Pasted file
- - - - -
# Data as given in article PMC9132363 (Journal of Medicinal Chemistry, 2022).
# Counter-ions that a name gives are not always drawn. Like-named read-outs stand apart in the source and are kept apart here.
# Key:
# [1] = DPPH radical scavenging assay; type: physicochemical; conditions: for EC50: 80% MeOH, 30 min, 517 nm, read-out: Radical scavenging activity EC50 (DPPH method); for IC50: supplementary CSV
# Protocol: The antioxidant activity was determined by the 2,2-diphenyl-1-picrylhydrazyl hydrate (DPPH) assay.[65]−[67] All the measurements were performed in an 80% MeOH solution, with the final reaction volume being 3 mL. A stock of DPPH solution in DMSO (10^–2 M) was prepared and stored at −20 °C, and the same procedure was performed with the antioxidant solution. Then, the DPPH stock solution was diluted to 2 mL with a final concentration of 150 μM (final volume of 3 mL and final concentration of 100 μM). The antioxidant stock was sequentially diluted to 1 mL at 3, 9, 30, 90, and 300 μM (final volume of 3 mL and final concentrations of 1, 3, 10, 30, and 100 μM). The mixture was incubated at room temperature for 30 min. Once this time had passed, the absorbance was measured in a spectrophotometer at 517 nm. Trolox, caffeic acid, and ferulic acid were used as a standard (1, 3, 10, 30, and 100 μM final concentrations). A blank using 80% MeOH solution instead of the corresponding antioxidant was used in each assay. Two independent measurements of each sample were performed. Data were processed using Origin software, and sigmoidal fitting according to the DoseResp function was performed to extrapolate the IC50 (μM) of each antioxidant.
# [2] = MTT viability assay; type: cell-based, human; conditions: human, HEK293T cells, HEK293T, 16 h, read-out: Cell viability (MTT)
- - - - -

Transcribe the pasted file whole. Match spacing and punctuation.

# Data as given in article PMC9132363 (Journal of Medicinal Chemistry, 2022).
# Counter-ions that a name gives are not always drawn. Like-named read-outs stand apart in the source and are kept apart here.
# Key:
# [1] = DPPH radical scavenging assay; type: physicochemical; conditions: for EC50: 80% MeOH, 30 min, 517 nm, read-out: Radical scavenging activity EC50 (DPPH method); for IC50: supplementary CSV
# Protocol: The antioxidant activity was determined by the 2,2-diphenyl-1-picrylhydrazyl hydrate (DPPH) assay.[65]−[67] All the measurements were performed in an 80% MeOH solution, with the final reaction volume being 3 mL. A stock of DPPH solution in DMSO (10^–2 M) was prepared and stored at −20 °C, and the same procedure was performed with the antioxidant solution. Then, the DPPH stock solution was diluted to 2 mL with a final concentration of 150 μM (final volume of 3 mL and final concentration of 100 μM). The antioxidant stock was sequentially diluted to 1 mL at 3, 9, 30, 90, and 300 μM (final volume of 3 mL and final concentrations of 1, 3, 10, 30, and 100 μM). The mixture was incubated at room temperature for 30 min. Once this time had passed, the absorbance was measured in a spectrophotometer at 517 nm. Trolox, caffeic acid, and ferulic acid were used as a standard (1, 3, 10, 30, and 100 μM final concentrations). A blank using 80% MeOH solution instead of the corresponding antioxidant was used in each assay. Two independent measurements of each sample were performed. Data were processed using Origin software, and sigmoidal fitting according to the DoseResp function was performed to extrapolate the IC50 (μM) of each antioxidant.
# [2] = MTT viability assay; type: cell-based, human; conditions: human, HEK293T cells, HEK293T, 16 h, read-out: Cell viability (MTT)